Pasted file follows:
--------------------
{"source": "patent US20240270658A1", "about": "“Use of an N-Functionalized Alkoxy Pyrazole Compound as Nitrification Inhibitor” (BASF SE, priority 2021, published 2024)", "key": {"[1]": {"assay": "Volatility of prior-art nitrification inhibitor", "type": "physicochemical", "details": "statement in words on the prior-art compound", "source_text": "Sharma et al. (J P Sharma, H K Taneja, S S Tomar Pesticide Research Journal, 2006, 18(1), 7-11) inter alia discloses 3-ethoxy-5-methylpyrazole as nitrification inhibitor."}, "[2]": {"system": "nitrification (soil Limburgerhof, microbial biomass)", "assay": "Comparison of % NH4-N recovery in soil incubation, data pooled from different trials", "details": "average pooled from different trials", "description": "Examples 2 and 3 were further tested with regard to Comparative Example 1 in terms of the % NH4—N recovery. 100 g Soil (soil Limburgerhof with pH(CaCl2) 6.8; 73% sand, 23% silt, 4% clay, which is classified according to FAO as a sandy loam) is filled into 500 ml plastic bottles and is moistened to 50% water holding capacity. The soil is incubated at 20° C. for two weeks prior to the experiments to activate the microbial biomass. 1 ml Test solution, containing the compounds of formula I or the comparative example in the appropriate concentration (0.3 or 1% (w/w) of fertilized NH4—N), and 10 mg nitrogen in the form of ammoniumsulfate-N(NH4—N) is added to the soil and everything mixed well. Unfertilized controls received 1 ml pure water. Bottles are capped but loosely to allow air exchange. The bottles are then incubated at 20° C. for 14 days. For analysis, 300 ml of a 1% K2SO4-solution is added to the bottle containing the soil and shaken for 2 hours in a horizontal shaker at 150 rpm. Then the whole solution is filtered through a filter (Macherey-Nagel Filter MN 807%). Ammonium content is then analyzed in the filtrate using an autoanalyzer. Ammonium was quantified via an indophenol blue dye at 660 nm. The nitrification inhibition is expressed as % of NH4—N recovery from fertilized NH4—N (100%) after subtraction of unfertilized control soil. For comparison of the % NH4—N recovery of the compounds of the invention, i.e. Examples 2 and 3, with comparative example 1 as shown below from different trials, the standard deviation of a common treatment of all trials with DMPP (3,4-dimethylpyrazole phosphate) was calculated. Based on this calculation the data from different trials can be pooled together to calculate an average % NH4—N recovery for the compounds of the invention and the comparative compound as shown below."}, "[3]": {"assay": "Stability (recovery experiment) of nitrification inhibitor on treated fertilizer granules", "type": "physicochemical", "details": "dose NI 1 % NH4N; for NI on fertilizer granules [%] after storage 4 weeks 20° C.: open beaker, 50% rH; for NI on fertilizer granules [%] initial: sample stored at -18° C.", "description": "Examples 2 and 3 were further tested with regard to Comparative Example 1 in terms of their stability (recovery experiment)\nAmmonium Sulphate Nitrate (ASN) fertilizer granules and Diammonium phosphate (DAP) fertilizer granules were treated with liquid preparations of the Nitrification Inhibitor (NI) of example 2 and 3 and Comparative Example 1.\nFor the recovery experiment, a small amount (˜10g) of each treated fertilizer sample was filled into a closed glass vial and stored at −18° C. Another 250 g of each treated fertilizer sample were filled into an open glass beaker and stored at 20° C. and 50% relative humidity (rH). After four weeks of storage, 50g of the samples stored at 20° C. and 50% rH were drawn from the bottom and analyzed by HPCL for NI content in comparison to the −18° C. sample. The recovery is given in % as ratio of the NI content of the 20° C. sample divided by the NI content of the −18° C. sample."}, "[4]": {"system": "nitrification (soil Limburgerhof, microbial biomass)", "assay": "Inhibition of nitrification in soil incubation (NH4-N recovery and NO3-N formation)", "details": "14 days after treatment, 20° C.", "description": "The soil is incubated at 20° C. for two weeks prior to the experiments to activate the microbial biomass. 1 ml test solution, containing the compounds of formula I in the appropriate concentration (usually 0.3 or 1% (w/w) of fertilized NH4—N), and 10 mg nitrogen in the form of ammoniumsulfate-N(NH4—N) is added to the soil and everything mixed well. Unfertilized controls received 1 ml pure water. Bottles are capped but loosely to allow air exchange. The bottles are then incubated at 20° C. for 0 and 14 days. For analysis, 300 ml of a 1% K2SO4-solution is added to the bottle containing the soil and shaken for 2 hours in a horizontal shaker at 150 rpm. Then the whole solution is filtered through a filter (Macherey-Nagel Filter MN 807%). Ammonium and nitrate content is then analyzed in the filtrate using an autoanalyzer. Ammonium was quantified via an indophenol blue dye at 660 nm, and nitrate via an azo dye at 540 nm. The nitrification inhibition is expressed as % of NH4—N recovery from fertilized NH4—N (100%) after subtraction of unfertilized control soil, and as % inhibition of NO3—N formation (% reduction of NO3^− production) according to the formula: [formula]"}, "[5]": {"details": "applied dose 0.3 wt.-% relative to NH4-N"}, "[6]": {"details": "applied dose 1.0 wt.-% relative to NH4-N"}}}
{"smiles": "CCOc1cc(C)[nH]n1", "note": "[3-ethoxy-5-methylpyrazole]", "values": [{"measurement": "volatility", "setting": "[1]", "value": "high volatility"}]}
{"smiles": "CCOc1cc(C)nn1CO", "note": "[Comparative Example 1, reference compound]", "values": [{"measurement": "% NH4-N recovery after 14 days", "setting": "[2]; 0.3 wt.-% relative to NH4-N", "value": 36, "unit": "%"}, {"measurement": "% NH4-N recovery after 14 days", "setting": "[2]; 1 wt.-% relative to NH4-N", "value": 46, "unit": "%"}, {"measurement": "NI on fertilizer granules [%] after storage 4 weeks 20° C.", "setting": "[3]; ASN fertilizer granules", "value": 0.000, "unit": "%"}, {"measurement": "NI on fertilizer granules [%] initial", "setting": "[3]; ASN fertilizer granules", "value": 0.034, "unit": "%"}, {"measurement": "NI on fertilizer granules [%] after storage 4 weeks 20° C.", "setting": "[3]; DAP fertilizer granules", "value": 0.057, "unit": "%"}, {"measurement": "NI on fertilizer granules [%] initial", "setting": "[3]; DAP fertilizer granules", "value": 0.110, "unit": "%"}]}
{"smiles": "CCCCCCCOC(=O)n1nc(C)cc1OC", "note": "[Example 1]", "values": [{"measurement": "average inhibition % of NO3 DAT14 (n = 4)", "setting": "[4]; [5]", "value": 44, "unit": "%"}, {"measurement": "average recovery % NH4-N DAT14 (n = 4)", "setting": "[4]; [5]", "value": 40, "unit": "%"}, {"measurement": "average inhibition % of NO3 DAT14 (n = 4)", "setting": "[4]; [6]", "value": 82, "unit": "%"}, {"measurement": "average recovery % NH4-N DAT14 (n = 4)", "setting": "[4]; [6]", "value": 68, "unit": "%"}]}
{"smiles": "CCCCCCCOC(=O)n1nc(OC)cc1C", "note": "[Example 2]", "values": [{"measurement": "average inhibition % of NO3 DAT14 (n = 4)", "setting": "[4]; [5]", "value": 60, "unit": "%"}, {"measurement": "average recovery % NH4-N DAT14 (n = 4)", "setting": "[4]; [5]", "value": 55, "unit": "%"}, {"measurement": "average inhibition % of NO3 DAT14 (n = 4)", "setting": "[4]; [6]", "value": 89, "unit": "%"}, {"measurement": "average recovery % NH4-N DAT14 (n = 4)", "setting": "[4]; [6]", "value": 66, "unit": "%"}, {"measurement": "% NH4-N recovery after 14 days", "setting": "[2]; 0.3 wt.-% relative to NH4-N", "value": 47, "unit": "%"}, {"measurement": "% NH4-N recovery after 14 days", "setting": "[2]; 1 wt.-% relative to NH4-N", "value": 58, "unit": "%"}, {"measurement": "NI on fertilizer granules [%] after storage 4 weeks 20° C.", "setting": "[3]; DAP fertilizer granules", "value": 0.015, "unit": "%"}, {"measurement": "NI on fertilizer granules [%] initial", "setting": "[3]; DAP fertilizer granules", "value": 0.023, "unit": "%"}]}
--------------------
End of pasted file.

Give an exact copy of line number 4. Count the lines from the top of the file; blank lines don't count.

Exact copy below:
{"smiles": "CCCCCCCOC(=O)n1nc(C)cc1OC", "note": "[Example 1]", "values": [{"measurement": "average inhibition % of NO3 DAT14 (n = 4)", "setting": "[4]; [5]", "value": 44, "unit": "%"}, {"measurement": "average recovery % NH4-N DAT14 (n = 4)", "setting": "[4]; [5]", "value": 40, "unit": "%"}, {"measurement": "average inhibition % of NO3 DAT14 (n = 4)", "setting": "[4]; [6]", "value": 82, "unit": "%"}, {"measurement": "average recovery % NH4-N DAT14 (n = 4)", "setting": "[4]; [6]", "value": 68, "unit": "%"}]}